Man Bites Dog Packs Rabid Raunch
By
Phil Davetas
10/4/2002 3:41:20 PM

"If asked what this movie was like, Iíd say itís Natural Born Killers with a brain."


ďIíve just finished ballasting the corpse, see? That means you fill it with certain things because you may not be aware that a corpse underwater swells up with air, see? So it tends to float to the surface. You have to load it with ballast so it sinks. You weight it down with stones and other heavy stuff. Thereís a ballast ratio for corpsesÖ three times the body weight for an average adult like this victim. But for children and midgets, itís different. Kids are lighter. So itís four times body weight. Midgets are heavier so you double the weight. Midgets have denser bones so you double the weight. For old people, multiply by five. Old bones are porous.Ē

Now that's classic stuff. Such is Man Bites Dog.

I was living in Texas at the time this came out, and though it was banned in my town, it was all over the Fango mags and really got my attention. Everything was censored about it. Even the very poster here was outcast. They had to change the pacifier to a set of dentures -- and then that had to be changed to a generic photo of Benoit pointing a gun.

This is a little French flick (pre-mockumentary bandwagon) about a cluster-fuck of financially-impaired students filming a documentary on a homicidal maniac, Benoit Poelvoorde, who, in turn, winds up financing the kidsí movie. Itís a movie without much real direction, but you have such a good time bathing in the grim humor that makes up good European vanguard cinema and the audacity of relentless violence. What makes the movie more surreal is that fact that the killer is such a wimpy and humble guy. He likes to get bombed with his friends, chill with the neighborhood kids, values his family construct and still has time for some late night plundering, de-virginification while wearing a priestís collar and dropping corpses in the quarry. Just when this flick feels like it should be running out of steam (like your choice of any Tarantino movie), the filmmakers are smart enough to keep the jokes coming at an inventive pace. If asked what this movie was like, Iíd say itís Natural Born Killers with a brain.

Benoit is having birthday dinner when the film crew gives him a token of their appreciation. Benoit tears through a sloppily wrapped package to reveal a holster. Benoitís look of surprise -- grinning all the way, ďA great idea! Just the right color. Who picked it out?Ē The scene plays out well along with the moment of death quickly inserted.

One of the things that I find interesting about violence in film is the fact that people are so shockingly upset about it as if they were killing real people. There have been cases about movies inspiring violent behavior in people, but violence exists in everyoneís mind and body. Itís what we choose as human beings to do and not do. Some dude I met was going on about Martin Scorsese and the violence in Saving Private Ryan. and how other war flicks arenít as gratuitous as movies like Man Bites Dog or other exploition flicks. This guy went on and on about how the violence in Saving Private Ryan was justified and there was not one gratuitous shot in the entire film. ďThe movie just showed the hell of war.Ē I looked at him for a long second so he can squirm a bit and told him he was full of shit. Whenever you film a violent act, itís exploit. It's gratuitous. Itís designed to create an emotional reaction in the audience. Spielberg films a scene in Ryan where the protagonists are being picked off by a Wehrmacht sniper. Barry Pepper, one of the protagonist sharp shooters, fires a shot through the scope of the Wehrmachtís rifle splattering his brains against the wall behind him in slow motion. Spielberg said, ďI wanted people to look away from the screen in horror.Ē Thatís a PC thing to say. Making the audience look away from the screen defies the whole reason of having people pay $10 go to the movies in the first place. I can just stay home and look at the wall for three hours and say, ďMan, wasnít that Saving Private Ryan great? I didnít see shit, but it mustíve been so good because it chased me right out of the multiplex!Ē Remember folks, Spielberg has to say things like that whether he believes them or not. Itís called good PR. The violence in Man Bites Dog is done for an emotional reaction as well -- usually to be funny and exploit, but that doesnít mean itís not entertaining.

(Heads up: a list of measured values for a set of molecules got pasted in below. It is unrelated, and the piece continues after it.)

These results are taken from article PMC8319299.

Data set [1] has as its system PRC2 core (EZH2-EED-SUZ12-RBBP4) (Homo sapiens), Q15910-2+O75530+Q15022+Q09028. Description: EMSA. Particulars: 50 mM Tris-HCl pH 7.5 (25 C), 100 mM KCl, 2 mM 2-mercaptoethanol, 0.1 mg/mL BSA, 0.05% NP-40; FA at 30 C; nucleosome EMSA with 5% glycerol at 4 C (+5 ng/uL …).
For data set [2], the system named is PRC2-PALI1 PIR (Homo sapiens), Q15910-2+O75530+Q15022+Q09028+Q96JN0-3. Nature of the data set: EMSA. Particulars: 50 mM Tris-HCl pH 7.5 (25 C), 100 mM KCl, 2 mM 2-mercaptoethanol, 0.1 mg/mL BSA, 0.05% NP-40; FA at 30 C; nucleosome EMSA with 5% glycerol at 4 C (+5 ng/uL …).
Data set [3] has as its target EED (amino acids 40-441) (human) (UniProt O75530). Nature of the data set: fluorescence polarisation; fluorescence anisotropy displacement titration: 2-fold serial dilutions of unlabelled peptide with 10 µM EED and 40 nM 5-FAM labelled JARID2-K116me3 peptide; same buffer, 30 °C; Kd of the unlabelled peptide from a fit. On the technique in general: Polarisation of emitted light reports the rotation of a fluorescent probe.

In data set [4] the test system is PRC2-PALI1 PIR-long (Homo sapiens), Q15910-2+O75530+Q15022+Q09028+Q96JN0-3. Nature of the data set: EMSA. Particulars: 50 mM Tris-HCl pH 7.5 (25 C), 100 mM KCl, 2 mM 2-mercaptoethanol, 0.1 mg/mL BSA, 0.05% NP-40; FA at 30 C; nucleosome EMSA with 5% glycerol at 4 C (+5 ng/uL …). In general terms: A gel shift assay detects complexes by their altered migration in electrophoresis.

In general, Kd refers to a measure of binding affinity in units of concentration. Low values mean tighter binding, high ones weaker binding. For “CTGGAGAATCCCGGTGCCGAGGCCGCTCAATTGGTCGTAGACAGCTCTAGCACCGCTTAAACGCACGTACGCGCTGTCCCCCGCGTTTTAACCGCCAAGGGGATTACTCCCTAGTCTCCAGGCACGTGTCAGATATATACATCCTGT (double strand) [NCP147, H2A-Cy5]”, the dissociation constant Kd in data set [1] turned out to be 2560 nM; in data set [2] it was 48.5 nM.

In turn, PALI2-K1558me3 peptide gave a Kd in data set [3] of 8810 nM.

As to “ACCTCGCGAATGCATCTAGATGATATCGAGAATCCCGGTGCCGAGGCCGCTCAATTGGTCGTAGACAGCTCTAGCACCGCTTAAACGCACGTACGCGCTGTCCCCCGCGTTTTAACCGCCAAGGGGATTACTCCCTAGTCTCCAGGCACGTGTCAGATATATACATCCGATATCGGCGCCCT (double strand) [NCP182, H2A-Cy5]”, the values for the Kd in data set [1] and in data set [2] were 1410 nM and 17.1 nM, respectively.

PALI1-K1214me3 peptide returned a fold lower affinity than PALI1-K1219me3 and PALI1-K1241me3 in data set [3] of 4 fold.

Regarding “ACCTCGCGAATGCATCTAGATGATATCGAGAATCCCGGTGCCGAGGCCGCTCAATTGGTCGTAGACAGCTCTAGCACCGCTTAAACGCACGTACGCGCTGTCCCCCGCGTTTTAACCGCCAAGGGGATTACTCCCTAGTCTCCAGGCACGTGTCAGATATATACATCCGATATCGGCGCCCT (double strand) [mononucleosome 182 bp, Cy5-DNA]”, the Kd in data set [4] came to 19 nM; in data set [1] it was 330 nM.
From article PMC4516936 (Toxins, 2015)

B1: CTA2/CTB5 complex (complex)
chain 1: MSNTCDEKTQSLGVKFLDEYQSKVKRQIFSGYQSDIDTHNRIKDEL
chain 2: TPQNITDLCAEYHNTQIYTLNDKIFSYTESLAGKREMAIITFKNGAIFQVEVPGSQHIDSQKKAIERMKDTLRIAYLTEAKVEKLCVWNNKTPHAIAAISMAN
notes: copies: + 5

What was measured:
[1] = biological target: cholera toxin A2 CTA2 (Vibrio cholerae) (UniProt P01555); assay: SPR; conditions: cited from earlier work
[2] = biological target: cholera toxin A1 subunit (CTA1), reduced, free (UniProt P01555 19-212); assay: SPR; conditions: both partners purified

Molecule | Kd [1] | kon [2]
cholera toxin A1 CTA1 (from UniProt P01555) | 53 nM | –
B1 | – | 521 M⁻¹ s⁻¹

Last note. The movie is in French and thereís no English dubbed track. You have to read it, but I think you can get through it. If you speak Frenchóbonus.


NC-17, 1991, 96 min., B&W, English subtitles, Les Artistes Anonymes.

Starring: Benoit Poelvoorde, Remy Belvaux, Andre Bonzel, Vincent Tavier, Jean-Marc Chenut, Directed by Benoit Poelvoorde, Remy Belvaux, Andre Bonzel.

Special Features:

Photo Gallery, Interview with the filmmakers, a short film school project by the filmmakers and Trailer.


 

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